Below is an excerpt from Nirmala's book, Living from the Heart.
Anything you or anyone else has ever done has been the movement of love. What shapes this movement of love is the sense of me. What we're always doing is taking care of the self, whether it is a small sense of self or a more expanded one. Whenever that sense of self is contracted and small, we take care of that me. And when it's expanded, we take care of that larger sense of self. All we have ever done is tried to take care of the self in the best way we know how, which is always a loving act.
But, of course, when our actions only take care of a contracted me, they don't take care of or take into account other things. For example, we might take care of our taste buds, but not our whole body. Or if we are so identified with a feeling that all we can do is take care of it, we may not be taking care of our whole Being. Taking care of only the taste buds or only the emotions is still a loving act, but because it's such a narrow way of loving ourselves, it can be neglectful or even harmful to other aspects of our Being.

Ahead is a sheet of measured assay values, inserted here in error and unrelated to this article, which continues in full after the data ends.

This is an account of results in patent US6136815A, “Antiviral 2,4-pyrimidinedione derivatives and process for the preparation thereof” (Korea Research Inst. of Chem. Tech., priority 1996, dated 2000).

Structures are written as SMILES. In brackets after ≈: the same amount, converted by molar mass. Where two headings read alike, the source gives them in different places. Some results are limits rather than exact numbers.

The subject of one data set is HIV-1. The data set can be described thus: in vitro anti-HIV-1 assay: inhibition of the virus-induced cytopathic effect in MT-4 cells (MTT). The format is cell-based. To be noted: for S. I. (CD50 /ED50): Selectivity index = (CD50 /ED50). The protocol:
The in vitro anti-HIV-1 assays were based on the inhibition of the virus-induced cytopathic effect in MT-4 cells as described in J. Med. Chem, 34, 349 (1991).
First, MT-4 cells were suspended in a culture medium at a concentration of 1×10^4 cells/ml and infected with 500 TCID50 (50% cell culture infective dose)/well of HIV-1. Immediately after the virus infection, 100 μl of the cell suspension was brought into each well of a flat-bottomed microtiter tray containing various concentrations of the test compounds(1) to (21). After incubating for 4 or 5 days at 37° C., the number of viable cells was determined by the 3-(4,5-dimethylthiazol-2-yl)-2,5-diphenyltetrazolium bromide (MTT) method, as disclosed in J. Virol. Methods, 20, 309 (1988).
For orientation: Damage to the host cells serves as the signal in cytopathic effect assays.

We can be afraid that if we see love in everything it will mean we will allow rape, murder, and other horribly narrow ways of taking care of a small separate sense of me to continue. Yet in discovering that there is only love, the surprising thing is that our actions naturally become more loving. If we see murder as an evil that needs to be abolished without also seeing it's true loving nature, that's when it makes sense to murder. If murder is really bad, then it makes sense to kill someone who has murdered someone else. Or it even makes sense to kill someone before they kill us. It makes sense to bomb a country before it attacks us. But when we see the loving nature of even murder, we can respond to it in a way that doesn't perpetuate it...
It is possible to recognize the love that is already inside of us and already acting through all of us. It is in recognizing that love that the possibility exists for even greater recognition of love. Contrarily, when we reject any aspect of love-which includes anything that's happening-the more contracted our experience will be and the less completely loving our actions will be. So, in condemning, we actually become more like what we condemn. Seeing the beauty, perfection, and love within something is what allows it to transform, to move into a more complete way of loving.
When the sense of our self expands, our actions aren't really any more loving; they're just more loving towards a more complete view of the self. When our loving actions take care of a larger sense of ourselves, we appear more saint-like because they're taking into account everybody, since we recognize that we are everybody. These actions are still self-gratifying, but they're gratifying to a much bigger sense of self.